Fireworks Cause Distress For Some Veterans on the Fourth of July

Most people can agree that the best part of the Fourth of July is seeing vibrant fireworks thunderously explode into the night’s sky. They are used to celebrate and honor the military veterans who have fought for our nation’s independence. However, the nonprofit organization, called Military with PTSD, reminds Americans that fireworks can create stress and bring back combat memories for military vets.

Last year, Military with PTSD sent 4,372 yard signs to veterans who requested them so that their neighbors could be more aware and hopefully respectful when participating in the holiday’s festivities.

Experts say fireworks can trigger a myriad of reactions including “becoming more alert and vigilant” and “even flashbacks” in some combat veterans with Post-Traumatic Stress Disorder.

Shawn Gourley of Military with PTSD says, “We don’t want to stop fireworks. No veteran who served this country would ever want to stop fireworks. What we’re aiming for with the signs is a courtesy heads up.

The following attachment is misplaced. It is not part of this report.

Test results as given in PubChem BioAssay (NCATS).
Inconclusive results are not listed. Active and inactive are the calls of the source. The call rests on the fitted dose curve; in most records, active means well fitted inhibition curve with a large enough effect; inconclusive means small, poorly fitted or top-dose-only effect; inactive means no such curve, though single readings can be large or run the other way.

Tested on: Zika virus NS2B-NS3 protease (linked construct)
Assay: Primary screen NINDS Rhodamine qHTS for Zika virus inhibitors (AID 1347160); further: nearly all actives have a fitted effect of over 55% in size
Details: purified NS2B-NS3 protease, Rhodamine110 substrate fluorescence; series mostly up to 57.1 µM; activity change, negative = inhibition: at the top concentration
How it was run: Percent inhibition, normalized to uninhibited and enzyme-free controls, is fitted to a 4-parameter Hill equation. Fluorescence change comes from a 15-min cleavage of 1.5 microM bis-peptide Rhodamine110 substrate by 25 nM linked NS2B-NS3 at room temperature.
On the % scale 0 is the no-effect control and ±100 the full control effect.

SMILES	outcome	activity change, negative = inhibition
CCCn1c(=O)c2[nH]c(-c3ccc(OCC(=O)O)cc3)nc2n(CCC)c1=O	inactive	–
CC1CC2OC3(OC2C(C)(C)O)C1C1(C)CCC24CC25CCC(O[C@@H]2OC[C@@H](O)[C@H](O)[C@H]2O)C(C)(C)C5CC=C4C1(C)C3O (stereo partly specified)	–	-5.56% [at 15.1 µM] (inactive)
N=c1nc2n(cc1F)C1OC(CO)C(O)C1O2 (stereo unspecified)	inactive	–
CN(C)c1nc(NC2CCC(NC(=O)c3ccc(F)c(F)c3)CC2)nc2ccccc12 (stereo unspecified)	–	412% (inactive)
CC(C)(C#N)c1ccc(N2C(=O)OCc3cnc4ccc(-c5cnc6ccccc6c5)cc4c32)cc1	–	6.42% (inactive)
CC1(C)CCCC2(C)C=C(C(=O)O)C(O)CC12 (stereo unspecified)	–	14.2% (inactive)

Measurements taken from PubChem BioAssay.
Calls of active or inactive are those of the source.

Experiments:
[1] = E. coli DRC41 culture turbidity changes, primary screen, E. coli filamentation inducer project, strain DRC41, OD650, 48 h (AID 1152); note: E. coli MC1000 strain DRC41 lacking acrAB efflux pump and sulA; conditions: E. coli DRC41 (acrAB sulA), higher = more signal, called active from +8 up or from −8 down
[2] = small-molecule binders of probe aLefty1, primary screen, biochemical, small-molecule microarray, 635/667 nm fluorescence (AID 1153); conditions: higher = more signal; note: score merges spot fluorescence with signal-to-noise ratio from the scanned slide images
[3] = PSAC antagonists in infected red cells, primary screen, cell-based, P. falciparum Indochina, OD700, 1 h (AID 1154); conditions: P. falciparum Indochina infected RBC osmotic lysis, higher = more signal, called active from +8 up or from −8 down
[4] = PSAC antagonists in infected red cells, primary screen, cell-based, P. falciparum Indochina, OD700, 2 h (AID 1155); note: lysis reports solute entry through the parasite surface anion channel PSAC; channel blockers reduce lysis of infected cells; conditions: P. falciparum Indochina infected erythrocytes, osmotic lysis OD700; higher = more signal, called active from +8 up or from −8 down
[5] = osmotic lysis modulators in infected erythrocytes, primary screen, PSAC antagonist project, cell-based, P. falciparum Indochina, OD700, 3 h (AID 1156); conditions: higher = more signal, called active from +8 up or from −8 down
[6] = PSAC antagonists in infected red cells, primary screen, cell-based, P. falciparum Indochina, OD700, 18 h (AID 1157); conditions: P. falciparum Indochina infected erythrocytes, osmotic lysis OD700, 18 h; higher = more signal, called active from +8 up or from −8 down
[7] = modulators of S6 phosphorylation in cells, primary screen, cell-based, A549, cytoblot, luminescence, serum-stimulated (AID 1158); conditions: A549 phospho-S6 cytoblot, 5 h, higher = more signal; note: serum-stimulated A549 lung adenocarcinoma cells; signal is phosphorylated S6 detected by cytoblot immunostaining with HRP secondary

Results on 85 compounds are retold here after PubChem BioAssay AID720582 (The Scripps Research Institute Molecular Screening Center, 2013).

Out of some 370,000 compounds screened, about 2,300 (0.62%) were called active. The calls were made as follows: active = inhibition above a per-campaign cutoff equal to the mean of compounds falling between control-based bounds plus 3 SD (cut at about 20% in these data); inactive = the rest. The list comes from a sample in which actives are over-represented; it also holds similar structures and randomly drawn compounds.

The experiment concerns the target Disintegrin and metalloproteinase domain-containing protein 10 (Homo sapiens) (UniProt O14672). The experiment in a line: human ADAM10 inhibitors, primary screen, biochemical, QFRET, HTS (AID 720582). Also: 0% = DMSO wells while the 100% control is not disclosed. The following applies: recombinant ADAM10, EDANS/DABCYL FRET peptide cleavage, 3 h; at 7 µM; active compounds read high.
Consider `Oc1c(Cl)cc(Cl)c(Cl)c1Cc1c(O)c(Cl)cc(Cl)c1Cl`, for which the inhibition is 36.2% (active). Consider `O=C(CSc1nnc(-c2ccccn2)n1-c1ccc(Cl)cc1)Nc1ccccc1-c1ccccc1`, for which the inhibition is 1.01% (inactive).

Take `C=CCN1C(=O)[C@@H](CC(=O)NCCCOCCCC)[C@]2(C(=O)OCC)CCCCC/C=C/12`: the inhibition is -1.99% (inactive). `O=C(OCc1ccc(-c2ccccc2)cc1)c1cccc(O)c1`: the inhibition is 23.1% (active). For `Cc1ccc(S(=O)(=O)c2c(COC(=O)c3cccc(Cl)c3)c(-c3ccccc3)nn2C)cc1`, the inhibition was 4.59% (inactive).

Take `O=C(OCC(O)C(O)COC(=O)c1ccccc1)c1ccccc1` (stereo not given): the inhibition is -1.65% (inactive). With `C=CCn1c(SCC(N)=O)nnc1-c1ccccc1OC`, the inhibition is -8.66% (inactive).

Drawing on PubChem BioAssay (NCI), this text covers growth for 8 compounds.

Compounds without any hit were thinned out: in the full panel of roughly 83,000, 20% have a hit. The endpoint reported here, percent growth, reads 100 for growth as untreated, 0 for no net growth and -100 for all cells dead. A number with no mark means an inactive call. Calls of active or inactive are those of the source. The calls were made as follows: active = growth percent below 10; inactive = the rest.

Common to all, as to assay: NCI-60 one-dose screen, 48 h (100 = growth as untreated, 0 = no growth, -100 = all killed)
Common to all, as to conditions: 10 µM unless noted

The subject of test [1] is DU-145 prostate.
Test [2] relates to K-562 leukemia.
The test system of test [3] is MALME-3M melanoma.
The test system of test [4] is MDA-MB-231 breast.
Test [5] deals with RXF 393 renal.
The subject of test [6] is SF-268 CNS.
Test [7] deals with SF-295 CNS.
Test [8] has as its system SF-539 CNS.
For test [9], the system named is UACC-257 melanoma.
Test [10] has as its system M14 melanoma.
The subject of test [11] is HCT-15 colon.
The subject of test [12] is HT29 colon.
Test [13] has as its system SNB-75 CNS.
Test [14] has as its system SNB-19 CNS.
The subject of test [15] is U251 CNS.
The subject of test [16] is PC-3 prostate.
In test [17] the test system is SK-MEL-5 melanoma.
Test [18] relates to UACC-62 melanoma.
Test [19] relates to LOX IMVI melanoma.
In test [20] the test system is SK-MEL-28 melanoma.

A veteran even explained to NBC, “I’m going to pop my own fireworks. But when you get woken up at two, three o’clock in the morning, it brings back those memories.”

As Americans who deeply care about the lives of our U.S. veterans who fought for our country overseas, we should respect their wishes and do everything in our power to ensure we do not cause them anymore sleepless nights and distress. This one simple act out of respect is the least we can do to show our gratitude.

Quincey Wilson

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